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Just Thinking

I’m sitting in our empty church where we intended to pray Eucharist 20 minutes ago at 9am. That’s a change of our usual weekly schedule, so folks arriving for mass might have been expected to be few. 

Just around 9, the children and families of our Academy arrived for the day. They gather first in the church and there was life and laughter and movement here only minutes ago. 

It’s hard as a pastor not to note the contrast of the two moments, especially as one with a love of the liturgy. The important question is always in this space, and in this heart, as to how in our day real pastoral care and true prayer relate. I know they do. One of the moms bringing her daughter this morning to school shared the joyous good news of her own mother’s freedom from cancer. And she attributed the gift precisely to faith and to prayer. 

So faith and a reverence for prayer are not gone. They’re not missing. 

The thing rather is the struggle to integrate the settled ways of old church with the lives and legitimate needs of the people of God living this moment. The ‘give’ (as needed) likely needs to be on the ‘old church’ side. An institution, and it is that, does best in having a genuine loving generosity toward all God’s people. Anything less makes little sense and leads nowhere where there are young voices and laughter and possibility in bright eyes.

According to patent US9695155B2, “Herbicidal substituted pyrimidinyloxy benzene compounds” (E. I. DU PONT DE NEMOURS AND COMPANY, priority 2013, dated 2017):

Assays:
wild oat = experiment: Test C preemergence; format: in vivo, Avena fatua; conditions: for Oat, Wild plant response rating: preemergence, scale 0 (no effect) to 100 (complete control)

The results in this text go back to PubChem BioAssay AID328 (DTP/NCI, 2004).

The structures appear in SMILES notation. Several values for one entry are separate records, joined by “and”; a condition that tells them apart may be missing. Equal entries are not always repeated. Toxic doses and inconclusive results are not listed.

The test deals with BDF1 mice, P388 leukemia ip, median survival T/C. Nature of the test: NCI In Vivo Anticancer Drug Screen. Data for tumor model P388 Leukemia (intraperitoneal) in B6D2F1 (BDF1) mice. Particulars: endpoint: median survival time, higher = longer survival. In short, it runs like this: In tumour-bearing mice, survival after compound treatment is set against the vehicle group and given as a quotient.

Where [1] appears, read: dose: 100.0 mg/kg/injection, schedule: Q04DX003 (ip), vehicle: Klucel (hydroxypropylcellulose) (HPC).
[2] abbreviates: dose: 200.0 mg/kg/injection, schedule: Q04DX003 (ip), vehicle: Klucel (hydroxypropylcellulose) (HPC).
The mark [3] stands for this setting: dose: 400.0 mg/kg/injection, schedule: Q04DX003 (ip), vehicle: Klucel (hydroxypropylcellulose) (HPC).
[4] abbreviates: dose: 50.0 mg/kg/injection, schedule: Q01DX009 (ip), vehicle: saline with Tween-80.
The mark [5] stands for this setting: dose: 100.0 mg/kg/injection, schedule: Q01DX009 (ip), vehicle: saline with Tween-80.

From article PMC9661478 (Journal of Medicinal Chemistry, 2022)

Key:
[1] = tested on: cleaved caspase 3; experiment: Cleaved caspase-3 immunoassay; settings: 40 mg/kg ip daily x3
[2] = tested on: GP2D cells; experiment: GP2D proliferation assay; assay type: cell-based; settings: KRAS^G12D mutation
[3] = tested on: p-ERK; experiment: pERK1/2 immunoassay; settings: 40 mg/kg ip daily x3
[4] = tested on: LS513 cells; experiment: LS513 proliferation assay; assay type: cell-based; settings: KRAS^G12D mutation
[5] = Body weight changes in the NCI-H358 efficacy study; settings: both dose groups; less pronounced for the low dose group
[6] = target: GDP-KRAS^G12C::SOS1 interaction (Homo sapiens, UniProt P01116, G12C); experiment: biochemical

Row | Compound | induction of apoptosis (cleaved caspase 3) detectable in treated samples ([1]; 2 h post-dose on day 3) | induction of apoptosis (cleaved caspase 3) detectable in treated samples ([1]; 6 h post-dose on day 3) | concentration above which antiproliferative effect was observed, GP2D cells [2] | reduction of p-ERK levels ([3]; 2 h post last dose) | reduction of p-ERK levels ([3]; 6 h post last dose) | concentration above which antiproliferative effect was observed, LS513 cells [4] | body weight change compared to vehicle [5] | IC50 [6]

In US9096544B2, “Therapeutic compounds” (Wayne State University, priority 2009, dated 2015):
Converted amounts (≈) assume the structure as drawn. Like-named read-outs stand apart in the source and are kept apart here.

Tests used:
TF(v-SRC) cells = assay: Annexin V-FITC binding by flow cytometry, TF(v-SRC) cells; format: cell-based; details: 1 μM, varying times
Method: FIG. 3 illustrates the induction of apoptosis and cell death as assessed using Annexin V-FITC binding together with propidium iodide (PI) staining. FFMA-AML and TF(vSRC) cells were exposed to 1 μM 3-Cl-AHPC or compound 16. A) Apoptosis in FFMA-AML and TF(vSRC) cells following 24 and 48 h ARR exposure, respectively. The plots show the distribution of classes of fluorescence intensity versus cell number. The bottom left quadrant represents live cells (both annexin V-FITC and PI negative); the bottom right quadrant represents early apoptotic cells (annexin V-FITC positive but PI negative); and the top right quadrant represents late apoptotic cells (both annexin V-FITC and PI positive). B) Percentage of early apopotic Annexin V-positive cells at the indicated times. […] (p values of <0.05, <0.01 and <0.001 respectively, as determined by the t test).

A native of the North Shore of Boston, I currently live on Long Island, New York. I worked at Boston College as the Acting Director of The Church in the 21st Century Center until August, 2010 and served until November 2016 as Canon for Formation, and Dean of the George Mercer Jr. School of Theology of the Diocese of Long Island. I am now Rector at the Church of Saint Anselm of Canterbury in Shoreham, New York.

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